Natural gas might emerge as a “bridge” fuel in controlling carbon dioxide emissions, but switching over from coal would cost hundreds of billions of dollars — not even counting the cost of the gas, according to a study sponsored by the American Public Power Association.
With the Environmental Protection Agency having just issued an updated air pollution rule for power plants and with other rules already scheduled to take effect, some utilities already seem to be replacing their oldest, dirtiest and least efficient coal-fired operations with natural gas. And others may begin phasing out slightly younger plants.
All of this is a response to new or impending rules on emissions of sulfur dioxide, nitrogen oxides and particulates and on the disposal of coal ash but ahead of any agreement on carbon dioxide limits.
“Carbon may push them over the edge, but the other regulations will get them very close,’’ said Catherine Elder, a natural gas expert at the Aspen Environmental Group, a consulting firm that prepared the report.
But coal provides roughly half the supply of electricity, and getting that much out of natural gas would be difficult, she cautioned.
Her calculation runs like this: coal-fired capacity comes to 335,000 megawatts today, and it produces an average of 72 percent of the electricity that would result from around-the-clock full-power operation. Doing that with modern, efficient natural gas plants would consume 39 billion cubic feet of gas a day, or 14.1 trillion cubic feet a year.
That is a rather large number given that today, national consumption of natural gas for all purposes is only a little over 20 trillion cubic feet a year.
These are merely projections; the precise numbers are not known. Most states now have renewable portfolio standards that will require construction of wind farms and will displace some coal and gas; the nuclear industry has plans – but at this point, mostly just plans – to expand its production with new reactors. The pace of future demand growth is unknown. (Lately, demand has been shrinking.)
And most analyses of a large-scale switch to gas from coal have focused on how this would affect the price of natural gas. It is now a little over $4 per million BTU, the standard unit of measurement, but two years ago it was over $10.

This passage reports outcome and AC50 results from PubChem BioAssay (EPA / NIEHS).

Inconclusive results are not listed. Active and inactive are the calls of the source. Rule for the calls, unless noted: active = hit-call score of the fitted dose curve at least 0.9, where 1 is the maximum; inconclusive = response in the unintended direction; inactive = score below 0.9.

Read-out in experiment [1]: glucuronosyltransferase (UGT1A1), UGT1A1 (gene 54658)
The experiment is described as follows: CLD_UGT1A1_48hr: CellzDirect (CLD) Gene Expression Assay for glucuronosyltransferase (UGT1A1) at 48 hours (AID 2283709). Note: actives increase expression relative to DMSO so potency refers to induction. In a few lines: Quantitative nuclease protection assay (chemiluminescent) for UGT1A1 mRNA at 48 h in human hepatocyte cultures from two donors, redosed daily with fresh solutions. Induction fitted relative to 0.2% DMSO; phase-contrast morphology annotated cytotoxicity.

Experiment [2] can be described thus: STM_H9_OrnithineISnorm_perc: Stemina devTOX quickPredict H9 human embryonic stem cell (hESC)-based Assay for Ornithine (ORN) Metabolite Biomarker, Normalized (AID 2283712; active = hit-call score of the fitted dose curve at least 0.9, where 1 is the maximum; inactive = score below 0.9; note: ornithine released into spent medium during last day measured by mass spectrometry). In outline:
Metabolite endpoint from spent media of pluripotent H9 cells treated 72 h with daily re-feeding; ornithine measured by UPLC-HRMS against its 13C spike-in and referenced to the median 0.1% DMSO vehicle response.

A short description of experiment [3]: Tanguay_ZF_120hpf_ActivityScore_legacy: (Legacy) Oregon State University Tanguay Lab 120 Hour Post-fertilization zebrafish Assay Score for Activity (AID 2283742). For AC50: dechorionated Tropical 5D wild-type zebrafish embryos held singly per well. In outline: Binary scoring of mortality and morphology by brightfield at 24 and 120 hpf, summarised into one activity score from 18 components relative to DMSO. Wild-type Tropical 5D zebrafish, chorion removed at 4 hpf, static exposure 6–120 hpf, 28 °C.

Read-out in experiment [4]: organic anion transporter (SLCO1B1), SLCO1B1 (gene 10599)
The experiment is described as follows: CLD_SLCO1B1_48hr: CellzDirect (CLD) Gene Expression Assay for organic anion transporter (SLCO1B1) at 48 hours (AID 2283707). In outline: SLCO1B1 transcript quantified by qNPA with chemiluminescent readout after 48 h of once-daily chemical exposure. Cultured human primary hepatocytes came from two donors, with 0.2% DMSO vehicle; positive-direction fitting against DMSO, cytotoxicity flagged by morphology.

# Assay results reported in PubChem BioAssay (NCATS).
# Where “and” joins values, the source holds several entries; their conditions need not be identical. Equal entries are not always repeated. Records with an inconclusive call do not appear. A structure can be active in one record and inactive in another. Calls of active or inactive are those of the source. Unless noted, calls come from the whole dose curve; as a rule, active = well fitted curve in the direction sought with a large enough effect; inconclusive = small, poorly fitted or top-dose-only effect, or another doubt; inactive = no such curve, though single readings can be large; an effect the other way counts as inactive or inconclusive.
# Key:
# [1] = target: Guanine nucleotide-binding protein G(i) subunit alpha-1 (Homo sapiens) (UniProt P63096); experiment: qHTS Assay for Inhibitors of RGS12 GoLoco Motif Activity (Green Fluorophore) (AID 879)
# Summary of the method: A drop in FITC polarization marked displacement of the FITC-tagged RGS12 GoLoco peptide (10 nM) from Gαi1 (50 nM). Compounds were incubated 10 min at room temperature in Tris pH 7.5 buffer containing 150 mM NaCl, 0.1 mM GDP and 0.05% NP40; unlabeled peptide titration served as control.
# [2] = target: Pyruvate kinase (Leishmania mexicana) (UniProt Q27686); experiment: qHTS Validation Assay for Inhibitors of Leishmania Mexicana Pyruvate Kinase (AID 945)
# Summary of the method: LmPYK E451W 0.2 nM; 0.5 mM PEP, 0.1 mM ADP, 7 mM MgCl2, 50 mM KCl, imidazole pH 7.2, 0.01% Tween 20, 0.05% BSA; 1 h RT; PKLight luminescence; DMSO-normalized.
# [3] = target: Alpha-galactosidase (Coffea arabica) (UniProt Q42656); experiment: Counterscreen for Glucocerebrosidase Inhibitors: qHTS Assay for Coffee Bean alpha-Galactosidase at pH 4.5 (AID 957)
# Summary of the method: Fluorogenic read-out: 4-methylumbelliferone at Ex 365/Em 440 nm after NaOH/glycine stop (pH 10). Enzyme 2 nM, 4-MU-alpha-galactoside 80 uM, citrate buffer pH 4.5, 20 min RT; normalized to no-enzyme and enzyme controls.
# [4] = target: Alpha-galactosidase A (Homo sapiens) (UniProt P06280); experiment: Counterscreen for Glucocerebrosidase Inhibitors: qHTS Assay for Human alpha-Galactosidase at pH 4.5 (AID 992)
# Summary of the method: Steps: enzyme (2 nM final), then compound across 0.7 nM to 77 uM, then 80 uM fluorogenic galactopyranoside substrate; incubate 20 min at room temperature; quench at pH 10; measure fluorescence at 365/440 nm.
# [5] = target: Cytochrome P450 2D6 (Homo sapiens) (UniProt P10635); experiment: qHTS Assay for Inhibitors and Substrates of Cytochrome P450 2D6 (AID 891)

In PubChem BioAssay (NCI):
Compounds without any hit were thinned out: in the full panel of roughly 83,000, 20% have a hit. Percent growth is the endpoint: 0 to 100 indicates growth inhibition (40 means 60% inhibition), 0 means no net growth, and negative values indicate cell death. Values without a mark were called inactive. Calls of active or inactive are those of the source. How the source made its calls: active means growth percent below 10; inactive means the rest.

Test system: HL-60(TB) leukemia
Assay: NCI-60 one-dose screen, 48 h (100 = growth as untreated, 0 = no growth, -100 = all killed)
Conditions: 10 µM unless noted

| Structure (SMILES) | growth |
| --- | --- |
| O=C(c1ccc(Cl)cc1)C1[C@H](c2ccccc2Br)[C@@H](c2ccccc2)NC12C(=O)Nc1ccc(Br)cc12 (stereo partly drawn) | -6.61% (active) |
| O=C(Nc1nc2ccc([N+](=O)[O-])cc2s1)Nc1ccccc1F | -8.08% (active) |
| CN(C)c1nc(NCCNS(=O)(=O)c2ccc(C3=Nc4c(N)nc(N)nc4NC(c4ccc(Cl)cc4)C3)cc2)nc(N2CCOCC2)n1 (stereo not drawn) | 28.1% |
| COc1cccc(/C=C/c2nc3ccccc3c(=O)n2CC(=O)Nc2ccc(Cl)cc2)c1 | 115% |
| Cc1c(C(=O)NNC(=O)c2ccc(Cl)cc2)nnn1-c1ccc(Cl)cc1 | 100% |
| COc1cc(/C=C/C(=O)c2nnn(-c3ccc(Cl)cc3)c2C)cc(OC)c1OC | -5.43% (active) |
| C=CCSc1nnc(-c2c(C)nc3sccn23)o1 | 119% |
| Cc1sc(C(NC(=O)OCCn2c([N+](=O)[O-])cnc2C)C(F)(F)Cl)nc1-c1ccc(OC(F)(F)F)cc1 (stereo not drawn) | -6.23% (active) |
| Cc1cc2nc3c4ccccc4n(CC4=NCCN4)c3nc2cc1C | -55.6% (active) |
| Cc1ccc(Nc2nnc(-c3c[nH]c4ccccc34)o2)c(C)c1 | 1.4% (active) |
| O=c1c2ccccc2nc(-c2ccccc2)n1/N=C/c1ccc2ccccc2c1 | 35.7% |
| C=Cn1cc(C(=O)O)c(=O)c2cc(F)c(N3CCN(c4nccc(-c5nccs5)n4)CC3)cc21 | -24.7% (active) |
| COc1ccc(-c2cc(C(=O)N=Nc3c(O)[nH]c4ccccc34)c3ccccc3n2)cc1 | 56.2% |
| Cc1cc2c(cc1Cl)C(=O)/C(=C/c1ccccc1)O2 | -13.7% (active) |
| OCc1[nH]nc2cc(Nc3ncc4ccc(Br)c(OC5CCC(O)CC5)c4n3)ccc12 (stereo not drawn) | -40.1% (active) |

Ms. Elder, however, focused on the cost of pipelines and storage capacity, which together would come to $360 billion, she calculated, plus $40 billion for new pipelines that would gather gas from new sources, including gas drilled from shale underground. How much gas from shale formations will be available is not clear, and some environmentalists predict that severe damage to drinking water could result from such drilling.
On top of that is $335 billion for new generating equipment, although not all of that expense is new; even if the country stuck with coal, new capital expenses would be incurred. Two-thirds of the coal plants are more than 30 years old, she noted.
Not everybody would be unhappy to see vast sums spent on new generating stations and pipelines. The public power agencies are acutely price-sensitive. (The American Public Power Association represents over 2,000 utilities serving 45 million people.)
Exactly how much pipeline capacity would be needed would also depend on the state of the transmission grid; if it is rebuilt to accommodate vast amounts of wind energy, then natural gas-fired power plants might be built where the gas is found and the energy shipped over power lines instead of through pipelines to a spot near the demand.
But it is notoriously difficult to get permission to build new power lines, which are under local and state jurisdiction; adding pipelines, under federal jurisdiction, is easier.
“If this study gets Congress and policymakers more behind electric transmission, great,’’ said Mark Crisson, president and chief executive of the public power group.
By MATTHEW L. WALD/NYTimes